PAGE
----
Month: February 2017

Resident Evil 7 Review — Make (Urban) America Hate Again

by Jed Pressgrove

One of the most superficial claims about Resident Evil 7: Biohazard is that it brings the Resident Evil series “back to its roots.” What this game, written by westerner Richard Pearsey, actually does is reuse anti-rural American horror cliches while sporting a “new perspective,” as if making a first-person title is revolutionary. With this in mind, Resident Evil 7 is most accurately described as a nostalgic survival-horror reboot for city snobs.

Set in rural Louisiana (again, not Resident Evil’s roots), Resident Evil 7 puts you in control of Ethan Winters scouring the home of a “hick family” (to quote condescending critic Simon Parkin) for his missing wife Mia. The proceedings get grotesque quickly: within an hour or so, you will be invited to eat maggot-ridden food and then chased around the house by drawling patriarch Jack Baker, a villain who recalls Nemesis from Resident Evil 3. With his own life on the line, Ethan must fight back with a standard array of weapons (knife, pistol, shotgun, grenade launcher, etc.) that feel like a sentimental regression from the superior combat options of Resident Evil 4.

Although Pearsey eventually provides an extraordinary explanation as to why this rural place and family are so decrepit, his script borrows heavily from American films like Texas Chainsaw Massacre, Deliverance, Wrong Turn, and others that suggest rural people are backward. Pearsey’s co-opted vision reveals its contempt for country folk with ridiculous dialogue (“Welcome to the family, son.” and “Rise and shine, sleepyhead. It’s time for supper.”) and references to outdated items like VCRs (which doubles as a treat for nostalgia-obsessed nerds). The implication is that rural people already talk and live funny in their isolation, and when you mix this existing idiocy with nasty science fiction, you have what many critics and fans have called a return to scariness.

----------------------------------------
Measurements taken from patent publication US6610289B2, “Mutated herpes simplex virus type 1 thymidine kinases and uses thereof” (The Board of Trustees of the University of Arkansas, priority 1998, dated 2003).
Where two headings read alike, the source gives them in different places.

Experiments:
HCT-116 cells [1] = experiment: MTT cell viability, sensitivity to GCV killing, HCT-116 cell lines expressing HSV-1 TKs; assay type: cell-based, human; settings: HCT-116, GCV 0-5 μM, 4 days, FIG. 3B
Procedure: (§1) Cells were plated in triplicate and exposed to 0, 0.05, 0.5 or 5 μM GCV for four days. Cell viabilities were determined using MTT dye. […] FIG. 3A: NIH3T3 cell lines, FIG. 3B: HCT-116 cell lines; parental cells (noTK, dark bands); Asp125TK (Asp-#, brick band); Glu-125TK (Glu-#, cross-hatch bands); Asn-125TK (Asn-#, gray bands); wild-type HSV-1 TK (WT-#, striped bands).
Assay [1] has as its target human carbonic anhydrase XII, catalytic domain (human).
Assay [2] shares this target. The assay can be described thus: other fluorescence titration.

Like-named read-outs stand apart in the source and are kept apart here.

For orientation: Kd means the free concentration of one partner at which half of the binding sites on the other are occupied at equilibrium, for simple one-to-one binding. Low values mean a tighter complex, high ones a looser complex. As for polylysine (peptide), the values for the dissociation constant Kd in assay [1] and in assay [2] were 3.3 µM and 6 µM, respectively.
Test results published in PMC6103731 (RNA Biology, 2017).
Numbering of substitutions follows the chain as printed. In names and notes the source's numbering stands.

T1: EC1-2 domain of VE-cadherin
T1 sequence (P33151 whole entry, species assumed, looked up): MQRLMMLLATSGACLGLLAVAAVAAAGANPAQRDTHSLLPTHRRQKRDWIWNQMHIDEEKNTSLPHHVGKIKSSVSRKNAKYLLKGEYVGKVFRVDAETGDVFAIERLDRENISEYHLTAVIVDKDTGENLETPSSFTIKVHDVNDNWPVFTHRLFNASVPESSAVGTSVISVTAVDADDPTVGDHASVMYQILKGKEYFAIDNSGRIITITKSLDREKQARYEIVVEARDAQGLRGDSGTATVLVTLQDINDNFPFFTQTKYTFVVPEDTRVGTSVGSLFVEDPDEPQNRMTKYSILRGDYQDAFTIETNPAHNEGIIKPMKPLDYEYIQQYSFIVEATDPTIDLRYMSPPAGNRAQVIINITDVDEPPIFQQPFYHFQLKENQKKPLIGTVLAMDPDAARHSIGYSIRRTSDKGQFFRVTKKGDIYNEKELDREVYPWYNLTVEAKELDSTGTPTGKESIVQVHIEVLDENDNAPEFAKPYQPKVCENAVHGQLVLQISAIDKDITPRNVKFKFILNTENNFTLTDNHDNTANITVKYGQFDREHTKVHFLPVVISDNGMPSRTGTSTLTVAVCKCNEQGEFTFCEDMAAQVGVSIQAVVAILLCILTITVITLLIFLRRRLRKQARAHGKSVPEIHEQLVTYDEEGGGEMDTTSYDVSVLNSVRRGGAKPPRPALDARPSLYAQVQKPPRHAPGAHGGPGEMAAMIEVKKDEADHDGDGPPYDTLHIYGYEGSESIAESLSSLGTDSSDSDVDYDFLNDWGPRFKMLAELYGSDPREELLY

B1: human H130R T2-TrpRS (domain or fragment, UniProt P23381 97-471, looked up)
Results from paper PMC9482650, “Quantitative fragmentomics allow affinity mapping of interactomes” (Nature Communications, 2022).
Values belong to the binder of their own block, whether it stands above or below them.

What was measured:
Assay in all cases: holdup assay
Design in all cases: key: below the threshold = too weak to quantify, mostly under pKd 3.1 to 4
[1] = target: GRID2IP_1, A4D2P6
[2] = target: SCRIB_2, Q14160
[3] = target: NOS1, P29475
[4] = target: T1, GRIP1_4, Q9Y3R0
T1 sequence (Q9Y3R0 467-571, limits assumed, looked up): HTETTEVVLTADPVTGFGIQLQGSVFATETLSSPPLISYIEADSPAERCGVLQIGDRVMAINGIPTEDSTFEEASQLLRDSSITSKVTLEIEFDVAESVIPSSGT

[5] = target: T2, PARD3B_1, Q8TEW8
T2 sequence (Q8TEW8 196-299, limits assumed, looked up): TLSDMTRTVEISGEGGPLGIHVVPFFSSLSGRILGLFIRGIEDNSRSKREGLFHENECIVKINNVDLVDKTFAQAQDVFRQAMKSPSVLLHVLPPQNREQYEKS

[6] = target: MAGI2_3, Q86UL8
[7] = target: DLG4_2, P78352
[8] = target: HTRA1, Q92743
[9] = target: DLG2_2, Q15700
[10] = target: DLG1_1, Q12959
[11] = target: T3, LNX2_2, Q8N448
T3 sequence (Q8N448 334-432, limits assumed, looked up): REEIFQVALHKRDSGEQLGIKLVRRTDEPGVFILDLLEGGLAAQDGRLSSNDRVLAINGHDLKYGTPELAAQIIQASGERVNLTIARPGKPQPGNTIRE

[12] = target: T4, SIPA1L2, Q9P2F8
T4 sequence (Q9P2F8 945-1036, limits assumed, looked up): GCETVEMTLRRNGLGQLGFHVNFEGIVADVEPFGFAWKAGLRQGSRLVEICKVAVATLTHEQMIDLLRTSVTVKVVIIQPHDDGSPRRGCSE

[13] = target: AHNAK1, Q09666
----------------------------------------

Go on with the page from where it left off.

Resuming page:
Only problem is you’d have to be oblivious to or willfully ignorant of the movies that Resident Evil 7 copies to find this garbage shocking. Even if Pearsey isn’t as snooty and resentful as his script suggests, you would think he, one of the writers of the deconstructionist Spec Ops: The Line, would be more aware of how unoriginal and cheap this horror story is. When you approach a refrigerator to read notes like “Male 20s Portly BBQ,” you have to wonder how anyone living in the Information Age could overlook the vicious repetitiveness of this rural cannibalism idea, which was also excused when it appeared in the second episode of Telltale’s The Walking Dead. That critics like Parkin would compare this slasher-film crap to Truman Capote’s multidimensional brilliance shows you how delusional a city snob can be.

Curiously, this same type of audience, supposedly progressive, has glossed over the racism and misogyny of Resident Evil 7. The deputy David Andersen is a textbook example of a token black character who is only there to die. And not only does he die, but Ethan, upon finding David’s corpse in a dissection room, quips “Poor deputy.” In one stroke, developer Capcom gets in its minimal diversity quota, and in another stroke, the company implies the black guy doesn’t matter anyway. In another scene, you fight Jack’s wife Marguerite. Here, Pearsey confirms his unexamined urban bias with Marguerite’s line “There’s no escape, city boy.” This dialogue comes at about the time you discover Marguerite’s weak point: her exposed, corrupted vagina. It’s a shameful way of degrading an already-savage rural caricature.